My dear Sweatpants & Coffee tribe,

To say that I am a different person now than I was just a few years ago is technically true but a gross understatement. It’s like saying Niagara Falls is a waterfall or that Star Wars is essentially a family squabble.

The truth is that we are all changing, all the time, every minute. On a cellular level, we are imperceptibly and continuously dying and regenerating. Which means we’re sort of Time Lords. (Doctor Who nerds get it.)

doctor who david tennant time lord survivor

I wasn’t thinking about this the other day when I caught sight of myself in the mirror. I don’t look in the mirror after a shower if I can help it, these days, and if I do, it’s to look at my hair. After years and years of hair down to the middle of my back (short, by Hawaiian standards), I’m still not used to this fluffy, flyaway stuff that’s grown in since chemo.

You guys. I’m sad about my boobs. I just am. Most of the time, I don’t think about them at all, and I don’t for one second regret having them removed, though I know many of my fellow breast cancer survivors feel differently. I wanted them gone. I was ready to scorch the earth after my diagnosis, and that’s pretty much what happened, inside and out. It’s so strange to be left with numbness where I literally once nurtured my young.

I miss having sensation in my chest. I miss softness. I miss being able to follow a complicated story without fuzzing out. I miss reaching into my brain folder and being able to effortlessly retrieve the right word or memory. I miss the parts of me that were lost.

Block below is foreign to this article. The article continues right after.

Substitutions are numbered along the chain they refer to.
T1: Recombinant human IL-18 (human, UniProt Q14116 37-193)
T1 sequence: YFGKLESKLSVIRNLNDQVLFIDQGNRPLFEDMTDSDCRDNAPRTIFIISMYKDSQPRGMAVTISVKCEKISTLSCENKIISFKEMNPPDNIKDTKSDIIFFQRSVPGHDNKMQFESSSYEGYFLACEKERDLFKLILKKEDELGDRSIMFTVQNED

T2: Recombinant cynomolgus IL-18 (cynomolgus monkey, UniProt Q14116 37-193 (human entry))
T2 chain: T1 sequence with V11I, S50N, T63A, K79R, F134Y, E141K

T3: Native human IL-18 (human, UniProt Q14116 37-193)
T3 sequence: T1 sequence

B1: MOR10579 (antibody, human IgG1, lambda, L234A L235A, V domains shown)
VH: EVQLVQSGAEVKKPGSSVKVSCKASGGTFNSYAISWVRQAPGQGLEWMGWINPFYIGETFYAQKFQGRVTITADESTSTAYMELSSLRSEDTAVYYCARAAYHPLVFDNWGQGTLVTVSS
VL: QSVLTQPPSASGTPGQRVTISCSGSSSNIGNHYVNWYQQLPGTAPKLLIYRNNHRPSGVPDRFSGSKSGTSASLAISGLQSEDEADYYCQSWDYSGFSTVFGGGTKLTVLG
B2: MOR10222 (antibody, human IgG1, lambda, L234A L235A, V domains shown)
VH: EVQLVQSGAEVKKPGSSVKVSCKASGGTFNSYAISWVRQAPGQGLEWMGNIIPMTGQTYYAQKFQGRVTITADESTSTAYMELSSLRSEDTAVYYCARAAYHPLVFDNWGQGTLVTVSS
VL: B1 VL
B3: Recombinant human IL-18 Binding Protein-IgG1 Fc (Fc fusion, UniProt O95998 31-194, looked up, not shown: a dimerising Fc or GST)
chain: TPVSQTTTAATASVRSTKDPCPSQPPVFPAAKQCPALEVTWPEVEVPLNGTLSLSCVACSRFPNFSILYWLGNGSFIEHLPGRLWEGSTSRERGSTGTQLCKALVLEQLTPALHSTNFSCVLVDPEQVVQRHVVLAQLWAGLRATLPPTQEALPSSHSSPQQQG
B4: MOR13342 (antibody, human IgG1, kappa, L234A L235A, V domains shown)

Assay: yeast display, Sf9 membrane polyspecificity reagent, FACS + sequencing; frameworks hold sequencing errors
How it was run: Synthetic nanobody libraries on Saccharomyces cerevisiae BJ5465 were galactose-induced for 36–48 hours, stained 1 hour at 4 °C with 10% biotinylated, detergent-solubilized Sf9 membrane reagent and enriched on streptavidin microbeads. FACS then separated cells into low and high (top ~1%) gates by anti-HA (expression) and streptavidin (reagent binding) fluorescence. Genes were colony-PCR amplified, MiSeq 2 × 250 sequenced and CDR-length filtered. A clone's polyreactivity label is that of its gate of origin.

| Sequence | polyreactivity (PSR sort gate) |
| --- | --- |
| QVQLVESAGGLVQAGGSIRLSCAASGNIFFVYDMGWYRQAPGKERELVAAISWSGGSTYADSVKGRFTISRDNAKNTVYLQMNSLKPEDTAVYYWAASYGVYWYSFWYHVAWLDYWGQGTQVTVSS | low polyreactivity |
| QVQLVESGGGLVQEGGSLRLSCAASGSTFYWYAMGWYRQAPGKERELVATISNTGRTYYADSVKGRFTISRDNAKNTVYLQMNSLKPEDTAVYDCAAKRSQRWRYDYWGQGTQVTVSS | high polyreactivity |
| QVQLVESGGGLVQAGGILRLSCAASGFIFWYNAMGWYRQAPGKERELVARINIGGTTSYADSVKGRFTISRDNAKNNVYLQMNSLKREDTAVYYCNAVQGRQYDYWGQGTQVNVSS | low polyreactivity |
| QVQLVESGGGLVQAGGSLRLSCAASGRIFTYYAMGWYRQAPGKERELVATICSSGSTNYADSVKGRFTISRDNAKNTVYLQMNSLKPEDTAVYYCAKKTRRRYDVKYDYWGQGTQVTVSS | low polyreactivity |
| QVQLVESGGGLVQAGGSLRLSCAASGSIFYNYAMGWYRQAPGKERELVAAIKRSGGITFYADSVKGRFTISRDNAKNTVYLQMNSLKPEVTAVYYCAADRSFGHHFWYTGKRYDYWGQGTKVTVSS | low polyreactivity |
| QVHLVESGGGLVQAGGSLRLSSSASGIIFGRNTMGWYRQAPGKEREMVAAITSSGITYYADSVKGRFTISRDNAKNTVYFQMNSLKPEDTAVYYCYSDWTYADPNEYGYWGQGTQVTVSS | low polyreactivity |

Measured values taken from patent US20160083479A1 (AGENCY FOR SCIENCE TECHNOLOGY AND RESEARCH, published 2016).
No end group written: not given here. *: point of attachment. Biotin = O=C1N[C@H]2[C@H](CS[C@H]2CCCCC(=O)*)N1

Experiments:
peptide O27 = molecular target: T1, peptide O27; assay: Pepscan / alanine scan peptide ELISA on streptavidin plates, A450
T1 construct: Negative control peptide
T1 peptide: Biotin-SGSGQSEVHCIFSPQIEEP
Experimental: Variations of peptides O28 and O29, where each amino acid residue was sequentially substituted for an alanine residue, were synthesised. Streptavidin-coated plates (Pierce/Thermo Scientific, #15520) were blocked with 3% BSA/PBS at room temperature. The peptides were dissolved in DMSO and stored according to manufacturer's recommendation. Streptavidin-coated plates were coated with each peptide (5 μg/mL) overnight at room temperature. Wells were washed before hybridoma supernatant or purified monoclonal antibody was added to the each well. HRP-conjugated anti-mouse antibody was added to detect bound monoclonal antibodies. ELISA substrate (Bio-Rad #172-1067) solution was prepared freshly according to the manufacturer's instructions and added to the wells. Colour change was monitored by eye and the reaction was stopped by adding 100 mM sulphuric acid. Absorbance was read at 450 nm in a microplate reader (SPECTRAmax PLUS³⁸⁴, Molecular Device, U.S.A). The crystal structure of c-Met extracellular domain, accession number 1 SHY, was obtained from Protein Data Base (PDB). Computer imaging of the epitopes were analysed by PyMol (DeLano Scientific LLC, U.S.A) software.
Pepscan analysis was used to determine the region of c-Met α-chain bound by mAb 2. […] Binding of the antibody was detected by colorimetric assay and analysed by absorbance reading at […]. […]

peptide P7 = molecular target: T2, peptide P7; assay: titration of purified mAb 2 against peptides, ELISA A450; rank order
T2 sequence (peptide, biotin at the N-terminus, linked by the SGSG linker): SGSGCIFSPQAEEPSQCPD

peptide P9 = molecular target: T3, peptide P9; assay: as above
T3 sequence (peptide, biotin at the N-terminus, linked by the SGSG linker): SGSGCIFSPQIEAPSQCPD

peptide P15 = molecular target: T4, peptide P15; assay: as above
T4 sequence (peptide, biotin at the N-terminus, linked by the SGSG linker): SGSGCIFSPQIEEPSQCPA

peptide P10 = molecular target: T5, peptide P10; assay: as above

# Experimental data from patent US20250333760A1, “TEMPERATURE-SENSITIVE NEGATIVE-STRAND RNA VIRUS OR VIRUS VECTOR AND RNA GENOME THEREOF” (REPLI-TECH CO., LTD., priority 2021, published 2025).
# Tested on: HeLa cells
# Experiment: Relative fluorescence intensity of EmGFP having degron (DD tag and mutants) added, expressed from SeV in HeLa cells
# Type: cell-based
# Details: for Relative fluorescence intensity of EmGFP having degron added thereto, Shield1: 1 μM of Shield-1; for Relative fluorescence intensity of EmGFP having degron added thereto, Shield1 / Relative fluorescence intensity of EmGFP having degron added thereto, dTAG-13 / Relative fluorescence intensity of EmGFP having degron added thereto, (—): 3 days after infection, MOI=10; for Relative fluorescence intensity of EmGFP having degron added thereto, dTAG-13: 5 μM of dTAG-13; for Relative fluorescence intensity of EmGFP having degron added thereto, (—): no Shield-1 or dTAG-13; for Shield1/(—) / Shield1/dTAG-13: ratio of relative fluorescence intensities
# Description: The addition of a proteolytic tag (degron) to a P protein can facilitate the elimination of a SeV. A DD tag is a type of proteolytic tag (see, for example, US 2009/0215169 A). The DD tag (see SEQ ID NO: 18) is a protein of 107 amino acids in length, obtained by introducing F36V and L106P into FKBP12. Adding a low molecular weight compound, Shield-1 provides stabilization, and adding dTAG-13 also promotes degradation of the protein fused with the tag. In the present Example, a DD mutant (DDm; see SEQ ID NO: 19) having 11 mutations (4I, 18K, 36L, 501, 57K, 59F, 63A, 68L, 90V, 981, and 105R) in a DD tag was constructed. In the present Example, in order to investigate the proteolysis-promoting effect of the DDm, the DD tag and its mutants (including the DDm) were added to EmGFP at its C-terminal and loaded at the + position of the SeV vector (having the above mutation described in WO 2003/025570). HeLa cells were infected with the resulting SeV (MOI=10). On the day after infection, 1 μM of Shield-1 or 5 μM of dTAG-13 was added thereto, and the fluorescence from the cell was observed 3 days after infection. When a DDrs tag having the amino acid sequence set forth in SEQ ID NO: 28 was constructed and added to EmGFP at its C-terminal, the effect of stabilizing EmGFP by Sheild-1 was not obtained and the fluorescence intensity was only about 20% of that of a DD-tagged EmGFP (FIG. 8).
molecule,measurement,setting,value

We lose parts of ourselves to grief and time and the everyday wear and tear of life. And I think we’re supposed to feel that loss. That doesn’t mean we don’t accept what grows in their place. It means we are capable of holding complexity.

It means I can be frustrated at these new, undignified limitations while also reveling in the freedom of not caring what other people think. Because you know what? Screw it. If you’ve burnt yourself to the ground in order to survive and then gathered the pieces that were left, stuck them together with chewing gum and Scotch tape, and carried the fuck on, you know what matters and what doesn’t and how very little time there is to worry about it. It means you have perspective, and it’s not a great trade – I’d rather have my old body and parents who are alive and a brain that works right – but this is what you get.

So, you feel the bad stuff. You take an internal inventory to see what you’re working with now. And you keep figuring it out.


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